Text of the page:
Since we are employing this metric for comparing risk profiles of generic pension schemes, and not managing the risk of a particular pension scheme, we do not consider the size or effect of the employer covenant. For a full discussion of the valuation of the employer covenant, please see Turnbull (Reference Turnbull2014).
For a mathematical formulation of economic capital, we need the following notation:

$A_t$ : Value of pension scheme assets at time t.

$L_t$ : Value of pension scheme liabilities at time t, i.e. the point estimate as quantified by the valuation actuary at time t.

$X_t$ : Net cash (in)flow of the pension scheme at time t (excluding investment returns).

$I_{(s,t)}$ : Accumulation factor (accumulated value at time t, of a unit amount invested at time s, where $s \le t$ ).

$D_{(s,t)}$ : Discount factor, i.e. $D_{(s,t)}=I^{1}_{(s,t)}$ .
Given the history up to time 0, all the above entities $(A_t,L_t,X_t,I_{(s,t)},D_{(s,t)})$ at future times s and t are random variables. In the first instance, we consider one single realisation, or simulation, of the future, over a specified time horizon [0,T]. For simplicity, we assume a discrete time framework with annual time intervals, i.e. all cash flows and valuation of assets and liabilities happen at annual intervals.
Based on this assumption, we define the profit vector, $P_t$ for $t=0,1,2, \ldots, T$ as:
We then define the present value of future profits over time horizon [0,T] as:
This can be equivalently expressed as:
Intuitively, $V_0^{(T)}$ represents the amount of excess assets, in excess of $A_0$ , that is required to meet net cash outflow over [0,T] and also to set up reserves, $L_T$ , as quantified by the valuation actuary at time T, to meet future outstanding obligations beyond time T. Note that $V_0^{(T)}$ can be defined directly using equation (3), instead of defining it through the profit vector in equation (2). However, the step from equation (2) to equation (3) is instructive because it shows that the intermediate liability values between times 0 and T do not play any role in $V_0^{(T)}$ .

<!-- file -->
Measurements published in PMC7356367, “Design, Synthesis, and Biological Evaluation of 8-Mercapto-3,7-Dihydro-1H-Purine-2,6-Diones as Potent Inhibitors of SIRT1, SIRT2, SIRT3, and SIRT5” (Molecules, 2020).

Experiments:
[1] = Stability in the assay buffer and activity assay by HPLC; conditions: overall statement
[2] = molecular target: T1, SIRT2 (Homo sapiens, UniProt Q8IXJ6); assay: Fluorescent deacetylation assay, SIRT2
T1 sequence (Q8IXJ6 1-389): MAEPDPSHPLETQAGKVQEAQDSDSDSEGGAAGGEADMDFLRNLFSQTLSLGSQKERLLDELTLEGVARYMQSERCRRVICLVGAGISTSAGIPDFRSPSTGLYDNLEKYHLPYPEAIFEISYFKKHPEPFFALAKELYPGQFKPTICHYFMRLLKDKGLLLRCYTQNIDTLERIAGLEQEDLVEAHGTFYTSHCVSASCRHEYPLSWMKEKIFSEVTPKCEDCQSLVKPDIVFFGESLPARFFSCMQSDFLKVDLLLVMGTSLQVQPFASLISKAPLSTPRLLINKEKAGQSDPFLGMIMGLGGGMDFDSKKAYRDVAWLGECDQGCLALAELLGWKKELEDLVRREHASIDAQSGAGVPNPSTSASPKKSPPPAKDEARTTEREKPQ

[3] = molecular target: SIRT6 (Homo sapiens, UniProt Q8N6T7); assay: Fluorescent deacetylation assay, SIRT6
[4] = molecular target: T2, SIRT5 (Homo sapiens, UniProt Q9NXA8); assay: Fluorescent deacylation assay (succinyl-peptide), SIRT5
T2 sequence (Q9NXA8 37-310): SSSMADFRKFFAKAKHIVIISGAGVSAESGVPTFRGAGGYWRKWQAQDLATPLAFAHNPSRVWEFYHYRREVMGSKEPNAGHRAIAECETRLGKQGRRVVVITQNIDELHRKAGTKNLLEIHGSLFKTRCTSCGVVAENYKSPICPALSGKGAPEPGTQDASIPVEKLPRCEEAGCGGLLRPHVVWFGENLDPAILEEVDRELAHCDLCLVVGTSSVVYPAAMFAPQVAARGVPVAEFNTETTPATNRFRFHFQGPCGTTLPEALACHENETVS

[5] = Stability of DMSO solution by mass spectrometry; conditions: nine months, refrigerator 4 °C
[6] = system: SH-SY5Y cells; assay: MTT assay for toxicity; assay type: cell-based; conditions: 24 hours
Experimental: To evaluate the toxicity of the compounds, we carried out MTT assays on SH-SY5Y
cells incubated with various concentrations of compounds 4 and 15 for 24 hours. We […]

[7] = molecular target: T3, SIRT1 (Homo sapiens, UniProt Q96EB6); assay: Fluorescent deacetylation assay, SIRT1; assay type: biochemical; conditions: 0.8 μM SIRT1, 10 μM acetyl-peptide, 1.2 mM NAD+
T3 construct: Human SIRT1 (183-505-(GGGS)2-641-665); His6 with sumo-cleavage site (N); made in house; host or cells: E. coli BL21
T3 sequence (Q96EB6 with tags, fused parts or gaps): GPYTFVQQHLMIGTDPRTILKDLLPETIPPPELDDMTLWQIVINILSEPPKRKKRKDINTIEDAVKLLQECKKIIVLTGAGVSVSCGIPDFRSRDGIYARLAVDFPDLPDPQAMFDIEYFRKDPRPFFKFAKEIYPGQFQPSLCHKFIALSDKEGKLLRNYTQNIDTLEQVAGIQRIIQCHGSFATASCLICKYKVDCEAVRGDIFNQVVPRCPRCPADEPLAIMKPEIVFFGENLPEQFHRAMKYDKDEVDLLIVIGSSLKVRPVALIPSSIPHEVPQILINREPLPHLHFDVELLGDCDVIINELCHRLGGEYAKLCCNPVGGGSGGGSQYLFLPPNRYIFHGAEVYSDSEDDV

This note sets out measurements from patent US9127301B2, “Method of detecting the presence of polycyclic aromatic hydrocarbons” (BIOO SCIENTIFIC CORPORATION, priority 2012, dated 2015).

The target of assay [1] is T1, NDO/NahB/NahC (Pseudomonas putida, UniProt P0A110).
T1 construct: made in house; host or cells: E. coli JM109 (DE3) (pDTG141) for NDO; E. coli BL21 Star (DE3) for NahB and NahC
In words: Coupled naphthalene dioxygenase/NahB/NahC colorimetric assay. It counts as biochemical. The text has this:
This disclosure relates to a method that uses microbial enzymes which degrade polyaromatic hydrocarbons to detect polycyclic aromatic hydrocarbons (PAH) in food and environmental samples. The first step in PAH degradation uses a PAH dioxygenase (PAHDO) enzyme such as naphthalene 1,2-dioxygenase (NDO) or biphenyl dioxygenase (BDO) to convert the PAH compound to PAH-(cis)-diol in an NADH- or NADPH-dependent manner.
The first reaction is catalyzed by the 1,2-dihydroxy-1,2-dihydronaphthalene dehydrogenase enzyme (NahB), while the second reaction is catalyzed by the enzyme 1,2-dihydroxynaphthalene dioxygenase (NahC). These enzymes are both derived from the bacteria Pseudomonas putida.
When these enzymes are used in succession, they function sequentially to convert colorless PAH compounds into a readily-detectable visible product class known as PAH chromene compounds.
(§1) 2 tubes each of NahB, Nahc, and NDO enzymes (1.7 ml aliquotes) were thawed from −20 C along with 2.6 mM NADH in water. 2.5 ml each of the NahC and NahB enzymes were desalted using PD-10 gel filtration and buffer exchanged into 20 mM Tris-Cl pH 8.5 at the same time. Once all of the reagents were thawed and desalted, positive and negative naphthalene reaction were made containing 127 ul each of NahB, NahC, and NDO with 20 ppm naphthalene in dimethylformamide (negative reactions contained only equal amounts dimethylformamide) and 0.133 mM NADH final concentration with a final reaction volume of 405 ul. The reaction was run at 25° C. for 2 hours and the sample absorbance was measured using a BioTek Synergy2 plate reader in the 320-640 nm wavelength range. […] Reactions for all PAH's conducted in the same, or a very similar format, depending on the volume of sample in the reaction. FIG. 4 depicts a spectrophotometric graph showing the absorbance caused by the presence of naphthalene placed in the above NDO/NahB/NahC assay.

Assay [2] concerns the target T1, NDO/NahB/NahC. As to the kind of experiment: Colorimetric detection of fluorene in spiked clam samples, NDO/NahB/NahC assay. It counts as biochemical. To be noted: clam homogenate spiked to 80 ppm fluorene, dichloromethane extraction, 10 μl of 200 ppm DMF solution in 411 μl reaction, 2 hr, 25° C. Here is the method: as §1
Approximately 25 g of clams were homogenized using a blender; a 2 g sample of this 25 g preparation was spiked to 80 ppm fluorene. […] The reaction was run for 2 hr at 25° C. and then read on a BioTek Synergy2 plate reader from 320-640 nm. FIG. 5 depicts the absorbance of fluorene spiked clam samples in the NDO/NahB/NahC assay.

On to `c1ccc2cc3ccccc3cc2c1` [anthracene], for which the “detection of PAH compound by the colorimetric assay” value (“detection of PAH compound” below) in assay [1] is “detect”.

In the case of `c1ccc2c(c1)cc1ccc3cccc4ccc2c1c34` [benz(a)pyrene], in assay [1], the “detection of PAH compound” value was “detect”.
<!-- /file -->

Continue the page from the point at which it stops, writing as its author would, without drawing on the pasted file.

Under a runoff approach, the horizon T is set until the time when the last of the current scheme members leaves the scheme either through death or withdrawal. We denote the runoff approach by $T=\infty$ . Clearly, $L_{\infty}=0$ , and hence:
If, instead, a shorter time horizon is used for economic capital calculation, equation (3) needs to be used. To illustrate the implications of the choice of the time horizon for economic capital calculations, we use both the runoff approach and a shorter 3year time horizon approach. We choose a time horizon of 3 years, because in the UK there is a regulatory requirement to carry out triennial valuations, so risk assessment over a 3year time horizon might be a natural choice. For this horizon, the expression for present value of future profits becomes:
Clearly, $V_0^{(3)}$ depends on the assumptions used by the valuation actuary at the end of year 3 to determine $L_3$ . For a prescient actuary, with perfect foresight, her future liability calculation for $L_3$ would be exact and so in that case $V_0^{(3)}=V_0^{(\infty)}$ . However, in reality, a valuation actuary can only produce an estimate of $L_3$ , based on historical evidence up until that time and also the future economic and mortality outlook.